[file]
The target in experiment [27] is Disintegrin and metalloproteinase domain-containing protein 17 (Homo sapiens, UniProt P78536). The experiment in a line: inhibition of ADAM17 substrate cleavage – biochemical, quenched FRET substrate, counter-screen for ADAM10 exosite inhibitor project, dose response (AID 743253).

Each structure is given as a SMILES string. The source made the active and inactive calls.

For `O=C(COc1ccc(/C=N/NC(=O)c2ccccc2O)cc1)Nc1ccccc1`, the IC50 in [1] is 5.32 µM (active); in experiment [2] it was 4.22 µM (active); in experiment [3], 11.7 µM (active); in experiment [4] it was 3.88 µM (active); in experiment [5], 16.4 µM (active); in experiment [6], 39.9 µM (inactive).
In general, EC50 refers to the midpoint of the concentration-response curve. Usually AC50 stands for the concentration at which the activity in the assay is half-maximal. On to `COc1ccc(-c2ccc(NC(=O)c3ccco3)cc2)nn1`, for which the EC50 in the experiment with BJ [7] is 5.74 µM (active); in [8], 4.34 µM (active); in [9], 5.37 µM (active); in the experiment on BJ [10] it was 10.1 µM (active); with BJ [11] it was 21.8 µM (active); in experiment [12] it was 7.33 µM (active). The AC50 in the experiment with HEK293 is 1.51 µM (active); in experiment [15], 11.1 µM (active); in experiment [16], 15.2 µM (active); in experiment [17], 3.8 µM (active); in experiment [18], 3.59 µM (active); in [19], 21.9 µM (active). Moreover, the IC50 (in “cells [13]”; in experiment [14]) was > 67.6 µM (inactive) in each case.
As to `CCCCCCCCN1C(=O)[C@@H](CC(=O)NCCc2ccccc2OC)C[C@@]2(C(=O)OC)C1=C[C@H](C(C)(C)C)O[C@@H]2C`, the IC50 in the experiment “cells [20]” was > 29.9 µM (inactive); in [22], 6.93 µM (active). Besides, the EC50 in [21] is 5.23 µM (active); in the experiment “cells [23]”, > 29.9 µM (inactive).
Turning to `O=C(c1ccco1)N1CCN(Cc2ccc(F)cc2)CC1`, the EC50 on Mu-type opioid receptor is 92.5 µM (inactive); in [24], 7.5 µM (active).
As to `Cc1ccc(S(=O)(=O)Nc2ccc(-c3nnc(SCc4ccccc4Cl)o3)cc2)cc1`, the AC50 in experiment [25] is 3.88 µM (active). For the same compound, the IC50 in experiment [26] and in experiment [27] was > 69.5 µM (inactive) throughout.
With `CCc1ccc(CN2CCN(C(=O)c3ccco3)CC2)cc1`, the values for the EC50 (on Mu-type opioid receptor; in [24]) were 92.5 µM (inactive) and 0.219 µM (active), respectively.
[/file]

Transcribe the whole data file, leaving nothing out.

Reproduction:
The target in experiment [27] is Disintegrin and metalloproteinase domain-containing protein 17 (Homo sapiens, UniProt P78536). The experiment in a line: inhibition of ADAM17 substrate cleavage – biochemical, quenched FRET substrate, counter-screen for ADAM10 exosite inhibitor project, dose response (AID 743253).

Each structure is given as a SMILES string. The source made the active and inactive calls.

For `O=C(COc1ccc(/C=N/NC(=O)c2ccccc2O)cc1)Nc1ccccc1`, the IC50 in [1] is 5.32 µM (active); in experiment [2] it was 4.22 µM (active); in experiment [3], 11.7 µM (active); in experiment [4] it was 3.88 µM (active); in experiment [5], 16.4 µM (active); in experiment [6], 39.9 µM (inactive).
In general, EC50 refers to the midpoint of the concentration-response curve. Usually AC50 stands for the concentration at which the activity in the assay is half-maximal. On to `COc1ccc(-c2ccc(NC(=O)c3ccco3)cc2)nn1`, for which the EC50 in the experiment with BJ [7] is 5.74 µM (active); in [8], 4.34 µM (active); in [9], 5.37 µM (active); in the experiment on BJ [10] it was 10.1 µM (active); with BJ [11] it was 21.8 µM (active); in experiment [12] it was 7.33 µM (active). The AC50 in the experiment with HEK293 is 1.51 µM (active); in experiment [15], 11.1 µM (active); in experiment [16], 15.2 µM (active); in experiment [17], 3.8 µM (active); in experiment [18], 3.59 µM (active); in [19], 21.9 µM (active). Moreover, the IC50 (in “cells [13]”; in experiment [14]) was > 67.6 µM (inactive) in each case.
As to `CCCCCCCCN1C(=O)[C@@H](CC(=O)NCCc2ccccc2OC)C[C@@]2(C(=O)OC)C1=C[C@H](C(C)(C)C)O[C@@H]2C`, the IC50 in the experiment “cells [20]” was > 29.9 µM (inactive); in [22], 6.93 µM (active). Besides, the EC50 in [21] is 5.23 µM (active); in the experiment “cells [23]”, > 29.9 µM (inactive).
Turning to `O=C(c1ccco1)N1CCN(Cc2ccc(F)cc2)CC1`, the EC50 on Mu-type opioid receptor is 92.5 µM (inactive); in [24], 7.5 µM (active).
As to `Cc1ccc(S(=O)(=O)Nc2ccc(-c3nnc(SCc4ccccc4Cl)o3)cc2)cc1`, the AC50 in experiment [25] is 3.88 µM (active). For the same compound, the IC50 in experiment [26] and in experiment [27] was > 69.5 µM (inactive) throughout.
With `CCc1ccc(CN2CCN(C(=O)c3ccco3)CC2)cc1`, the values for the EC50 (on Mu-type opioid receptor; in [24]) were 92.5 µM (inactive) and 0.219 µM (active), respectively.